Wednesday, August 14, 2013




Ten searing observations and bleary reflections from rock’s premiere proto-punk god, backed by the band that launched his career. 

At sixty-six, Iggy Pop is still schooling. All of the raw, unbeatable energy from The Stooges’ first album is here. For those sort of generationally lacking, Iggy’s the man, rock star-wise. His classic song “I’m Sick of You” is used to great effect in the Johnny Depp movie Dark Shadows. And he appears in another of Depp’s movies, Dead Man.
He’s also known for exposing himself onstage. Audiences expect it.
More dynamic front man than singer proper, Iggy’s an incredible lyricist—he penned David Bowie’s “China Girl”--whose vocals over the years have only increasingly conveyed that—there’s no other way to say it—raw power. (He’s got an album by that name. A great one.) Raw power, and stripped-down emotion.
He’s originally from Michigan—born James Newell Osterberg, Jr.-- and has said that the hammering sounds of car-making machinery made him fall in love with the crash and thunder of rock n’ roll.
The cover of the album conveys the sonic ethos: Iggy in his classic stance, that contorted hip stance conveying outspoken defiance, looking leathery as salmon jerky, bare-chested in a bomb vest with giant cross-hairs right on him.
We hear in his gravelly voice as he looks back on his youth “breaking up inside” the “Unfriendly World” the speaker has found, and the impression is of bare honesty. I think “Unfriendly World” is one of the best songs on the album, even though most of the rest are much faster.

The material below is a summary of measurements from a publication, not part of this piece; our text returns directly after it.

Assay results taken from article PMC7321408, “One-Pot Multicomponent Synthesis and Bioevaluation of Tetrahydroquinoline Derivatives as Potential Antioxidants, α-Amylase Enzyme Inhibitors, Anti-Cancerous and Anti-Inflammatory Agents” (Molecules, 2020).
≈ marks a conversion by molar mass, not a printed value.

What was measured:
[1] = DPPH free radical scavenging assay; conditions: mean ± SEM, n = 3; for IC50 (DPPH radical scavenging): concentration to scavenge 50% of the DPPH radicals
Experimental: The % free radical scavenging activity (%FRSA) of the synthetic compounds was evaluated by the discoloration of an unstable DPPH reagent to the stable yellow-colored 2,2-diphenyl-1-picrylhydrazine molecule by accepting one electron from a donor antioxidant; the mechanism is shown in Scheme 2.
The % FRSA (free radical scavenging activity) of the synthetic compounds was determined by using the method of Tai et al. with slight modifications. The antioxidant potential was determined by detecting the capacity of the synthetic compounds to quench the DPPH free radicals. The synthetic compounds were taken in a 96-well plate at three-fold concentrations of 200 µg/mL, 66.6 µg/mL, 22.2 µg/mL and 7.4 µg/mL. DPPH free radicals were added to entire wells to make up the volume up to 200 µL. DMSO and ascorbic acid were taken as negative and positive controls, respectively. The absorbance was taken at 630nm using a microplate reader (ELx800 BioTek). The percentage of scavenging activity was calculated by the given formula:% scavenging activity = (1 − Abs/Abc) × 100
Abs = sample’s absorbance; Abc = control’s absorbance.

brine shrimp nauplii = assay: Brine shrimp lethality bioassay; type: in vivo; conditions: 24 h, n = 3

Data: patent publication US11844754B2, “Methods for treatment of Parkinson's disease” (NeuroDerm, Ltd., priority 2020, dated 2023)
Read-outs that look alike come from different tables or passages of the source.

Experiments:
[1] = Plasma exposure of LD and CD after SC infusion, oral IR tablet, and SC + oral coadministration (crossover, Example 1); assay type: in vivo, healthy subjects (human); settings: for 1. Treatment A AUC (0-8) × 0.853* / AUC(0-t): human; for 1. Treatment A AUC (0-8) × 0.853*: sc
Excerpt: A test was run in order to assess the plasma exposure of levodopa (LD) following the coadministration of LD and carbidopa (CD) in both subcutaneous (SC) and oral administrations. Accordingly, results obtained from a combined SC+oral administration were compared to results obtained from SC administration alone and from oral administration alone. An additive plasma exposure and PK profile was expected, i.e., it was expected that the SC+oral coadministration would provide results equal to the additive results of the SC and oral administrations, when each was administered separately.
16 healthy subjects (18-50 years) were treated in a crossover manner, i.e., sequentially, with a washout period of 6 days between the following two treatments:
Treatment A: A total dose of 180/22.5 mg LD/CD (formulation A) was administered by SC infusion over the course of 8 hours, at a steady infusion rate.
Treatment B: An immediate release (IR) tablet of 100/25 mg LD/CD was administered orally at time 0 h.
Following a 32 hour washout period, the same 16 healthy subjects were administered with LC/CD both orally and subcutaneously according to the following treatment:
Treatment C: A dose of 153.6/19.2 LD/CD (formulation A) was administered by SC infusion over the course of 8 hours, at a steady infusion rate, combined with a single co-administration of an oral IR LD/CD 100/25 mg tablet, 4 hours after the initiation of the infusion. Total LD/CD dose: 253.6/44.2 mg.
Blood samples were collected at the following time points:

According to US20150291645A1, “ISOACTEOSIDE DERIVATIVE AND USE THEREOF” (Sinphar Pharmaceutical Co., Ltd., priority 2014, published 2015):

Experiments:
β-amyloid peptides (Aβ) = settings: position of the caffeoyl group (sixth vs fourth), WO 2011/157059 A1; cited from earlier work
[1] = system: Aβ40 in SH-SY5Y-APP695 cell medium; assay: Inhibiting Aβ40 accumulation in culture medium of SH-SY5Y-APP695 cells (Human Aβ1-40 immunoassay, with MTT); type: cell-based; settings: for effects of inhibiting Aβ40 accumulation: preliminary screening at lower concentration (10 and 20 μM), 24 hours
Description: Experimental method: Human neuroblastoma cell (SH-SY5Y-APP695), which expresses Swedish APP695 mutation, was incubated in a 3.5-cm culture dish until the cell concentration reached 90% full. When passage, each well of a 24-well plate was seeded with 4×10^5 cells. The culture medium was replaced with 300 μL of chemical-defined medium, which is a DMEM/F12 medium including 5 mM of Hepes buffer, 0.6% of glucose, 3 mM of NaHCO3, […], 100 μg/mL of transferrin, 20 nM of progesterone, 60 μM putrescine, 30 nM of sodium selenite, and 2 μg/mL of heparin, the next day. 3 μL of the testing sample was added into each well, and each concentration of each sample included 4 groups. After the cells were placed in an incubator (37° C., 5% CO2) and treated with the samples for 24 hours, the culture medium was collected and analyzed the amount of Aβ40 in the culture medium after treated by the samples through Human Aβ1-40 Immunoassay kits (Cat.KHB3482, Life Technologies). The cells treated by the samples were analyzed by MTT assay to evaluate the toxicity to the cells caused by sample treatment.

With “Job,” Iggy sums up the average worker’s experience today and hits the nail dead-on with the lines: “I got a job / I got a job / I got a job / And it don’t pay shit.” Another hard-rocking crowd-pleaser, “Gun,” presents a similarly brutal observation: “Murderers can stand their ground / Ain’t nobody else around / Freakin’-out in the USA.”
And that’s another reason to listen to these guys: they’ve got a sense of humor. It speaks very much toward character, I strongly feel, that a band be willing to call themselves Iggy and The Stooges.
That said, the title song, “Ready to Die,” fiercely upbeat and one of the hardest-hitting on the album, seems to me a real statement from an artist. Here’s a guy part of a generation and a time unique in history. At the beginning of Iggy’s career he was totally different, out there on the edge, telling the man to screw off and showing the hip young people how a rock star lives. And now here he is, still doing the same thing: “I’m shooting for the sky / Because I’m ready to die.”
The lineup of the band includes the original drummer and co-founder, Scott Asheton. His brother, Ron Asheton, was one of the greatest guitarists in rock. Now the band is working with James Williamson. Mike Watt on bass, and Steve Mackay on sax.
Oh, he’s had his highs and lows as an artist, has Iggy. Not all of his music has the same quality to me. But even in what I consider his off years he’s got at least a song or two that still stands out. (“Lust for Life” always gets me.) Same can be said for just about all of your finer living music legends, I suppose, but in particular I’m thinking of Neil Young. Like Young, who rocks hardest when he’s playing with Crazy Horse, so too Iggy Pop with The Stooges.
Check out their album Fun House. I don’t think Ready to Die is a better album than Fun House. No way. But it’s definitely one of their best.
Skull Ring, which they came out with several years ago, is also quite good.

 Stewart Kirby writes for

Click the link to hear CrowMag's cover
of the Iggy and the Stooges classic
"I Wanna Be Your Dog"


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